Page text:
• Addison's disease;
  • effusion;
  • electrolytes;
  • endocrine diseases;
  • hypoadrenocorticism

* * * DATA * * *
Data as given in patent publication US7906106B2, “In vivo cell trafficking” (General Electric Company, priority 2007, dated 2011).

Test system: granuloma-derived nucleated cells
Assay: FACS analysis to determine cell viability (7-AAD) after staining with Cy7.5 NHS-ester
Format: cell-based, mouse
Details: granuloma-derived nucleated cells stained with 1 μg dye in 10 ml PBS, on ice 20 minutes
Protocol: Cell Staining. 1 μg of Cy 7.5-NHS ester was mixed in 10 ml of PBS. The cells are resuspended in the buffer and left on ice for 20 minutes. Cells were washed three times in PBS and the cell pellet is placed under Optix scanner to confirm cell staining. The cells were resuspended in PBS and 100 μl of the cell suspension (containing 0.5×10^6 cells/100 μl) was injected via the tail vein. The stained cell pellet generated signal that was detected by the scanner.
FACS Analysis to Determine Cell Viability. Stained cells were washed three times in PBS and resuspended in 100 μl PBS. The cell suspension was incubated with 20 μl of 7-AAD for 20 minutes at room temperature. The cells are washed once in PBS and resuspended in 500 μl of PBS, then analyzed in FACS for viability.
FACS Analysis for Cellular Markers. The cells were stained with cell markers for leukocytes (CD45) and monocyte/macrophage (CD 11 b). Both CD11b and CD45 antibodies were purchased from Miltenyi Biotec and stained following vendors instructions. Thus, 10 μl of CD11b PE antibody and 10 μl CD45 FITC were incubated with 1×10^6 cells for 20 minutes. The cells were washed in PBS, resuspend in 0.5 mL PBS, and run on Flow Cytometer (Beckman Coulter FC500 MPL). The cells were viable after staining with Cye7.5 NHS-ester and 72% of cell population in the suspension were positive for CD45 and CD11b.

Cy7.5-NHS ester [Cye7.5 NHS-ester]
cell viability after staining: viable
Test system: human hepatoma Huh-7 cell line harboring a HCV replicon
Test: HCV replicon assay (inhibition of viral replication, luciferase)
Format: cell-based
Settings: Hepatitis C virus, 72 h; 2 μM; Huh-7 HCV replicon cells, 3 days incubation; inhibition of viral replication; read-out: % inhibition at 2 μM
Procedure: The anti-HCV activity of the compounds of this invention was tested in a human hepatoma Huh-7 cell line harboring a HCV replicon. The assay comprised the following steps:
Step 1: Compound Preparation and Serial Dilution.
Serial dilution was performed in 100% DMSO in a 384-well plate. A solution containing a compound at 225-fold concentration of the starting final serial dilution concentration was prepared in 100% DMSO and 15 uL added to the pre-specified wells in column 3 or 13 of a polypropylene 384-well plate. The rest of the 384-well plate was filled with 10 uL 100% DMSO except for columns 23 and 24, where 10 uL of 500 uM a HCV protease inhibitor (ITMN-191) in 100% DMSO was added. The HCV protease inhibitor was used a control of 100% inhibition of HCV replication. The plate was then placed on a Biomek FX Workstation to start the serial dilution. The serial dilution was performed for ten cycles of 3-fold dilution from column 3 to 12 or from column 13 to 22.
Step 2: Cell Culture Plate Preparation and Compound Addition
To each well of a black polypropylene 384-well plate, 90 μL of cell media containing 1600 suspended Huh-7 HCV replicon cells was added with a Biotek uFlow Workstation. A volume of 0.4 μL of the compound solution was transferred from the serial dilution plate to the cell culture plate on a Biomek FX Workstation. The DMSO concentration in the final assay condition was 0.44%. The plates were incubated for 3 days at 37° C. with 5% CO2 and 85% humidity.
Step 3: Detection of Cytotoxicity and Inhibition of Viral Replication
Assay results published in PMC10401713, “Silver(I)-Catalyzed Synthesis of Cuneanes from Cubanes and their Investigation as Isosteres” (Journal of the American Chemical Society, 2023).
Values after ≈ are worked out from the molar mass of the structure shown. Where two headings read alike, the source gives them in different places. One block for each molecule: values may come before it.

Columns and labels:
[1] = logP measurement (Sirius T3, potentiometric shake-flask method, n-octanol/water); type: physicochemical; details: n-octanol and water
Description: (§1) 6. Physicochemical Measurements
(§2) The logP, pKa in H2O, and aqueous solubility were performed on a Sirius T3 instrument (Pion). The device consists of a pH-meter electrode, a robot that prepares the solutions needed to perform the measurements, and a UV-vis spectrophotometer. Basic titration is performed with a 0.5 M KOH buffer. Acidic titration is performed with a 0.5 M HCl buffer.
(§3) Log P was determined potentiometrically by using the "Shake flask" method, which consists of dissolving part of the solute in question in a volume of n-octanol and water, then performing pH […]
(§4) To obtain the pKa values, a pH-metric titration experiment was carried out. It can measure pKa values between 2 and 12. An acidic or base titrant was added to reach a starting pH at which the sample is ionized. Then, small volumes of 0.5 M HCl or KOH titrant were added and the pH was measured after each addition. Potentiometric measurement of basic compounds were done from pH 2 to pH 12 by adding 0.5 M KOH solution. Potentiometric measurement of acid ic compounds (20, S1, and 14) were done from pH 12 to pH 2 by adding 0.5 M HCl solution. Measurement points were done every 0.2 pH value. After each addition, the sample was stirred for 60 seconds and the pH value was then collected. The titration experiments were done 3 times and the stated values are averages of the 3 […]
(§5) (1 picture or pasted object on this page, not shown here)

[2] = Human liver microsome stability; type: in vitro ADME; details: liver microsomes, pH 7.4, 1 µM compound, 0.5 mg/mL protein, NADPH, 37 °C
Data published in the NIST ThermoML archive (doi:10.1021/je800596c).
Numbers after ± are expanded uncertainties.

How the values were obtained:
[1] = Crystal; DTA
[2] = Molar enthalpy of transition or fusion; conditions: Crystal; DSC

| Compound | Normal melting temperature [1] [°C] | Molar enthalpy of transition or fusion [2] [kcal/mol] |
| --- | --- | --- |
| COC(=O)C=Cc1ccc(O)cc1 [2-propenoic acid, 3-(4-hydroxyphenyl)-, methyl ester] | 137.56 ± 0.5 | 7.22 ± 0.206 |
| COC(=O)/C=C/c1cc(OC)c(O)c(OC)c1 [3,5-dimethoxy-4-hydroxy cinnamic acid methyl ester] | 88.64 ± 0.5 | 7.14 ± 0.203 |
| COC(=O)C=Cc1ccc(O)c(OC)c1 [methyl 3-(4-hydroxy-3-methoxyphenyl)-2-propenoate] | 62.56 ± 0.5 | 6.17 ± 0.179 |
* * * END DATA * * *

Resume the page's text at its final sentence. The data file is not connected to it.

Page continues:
Background: Sodium:potassium (Na:K) ratios are often reported in feline biochemical panels, although the importance of this measurement has not been investigated. Objectives: The aims of this study were to document the range of feline disease states associated with a decreased Na:K ratio, to determine the prevalence of this biochemical abnormality in a referral hospital population, and to identify any particular disease that was more likely to have a decreased Na:K ratio. Methods: A group of 49 cats with decreased Na:K ratios was compared with a group of 50 cats with normal Na:K ratios that were randomly selected from the same hospital population. Results: Twelve of the 49 cats (24.5%) had gastrointestinal disease, 10 (20.4%) had urinary disease, 8 (16.3%) had endocrine disease, 8 (16.3%) had cardiorespiratory disease, and 5 (10.0%) had diseases affecting other body systems. Six (12.2%) had artifactually decreased Na:K ratios. No cat was identified with hypoadrenocorticism. Statistical analysis revealed that, although none of these disease states was significantly over- or under-represented in the affected group, a significantly higher proportion of cats with decreased Na:K ratio had body cavity effusions (P= .025). Serum potassium concentrations were significantly higher in the affected group (P < .0001), but there was no significant difference in mean sodium concentration between the 2 groups. Conclusions: Decreased Na:K ratios frequently occur in cats with diseases other than hypoadrenocorticism, including cats with effusions. These findings should be considered when evaluating cats with this biochemical abnormality.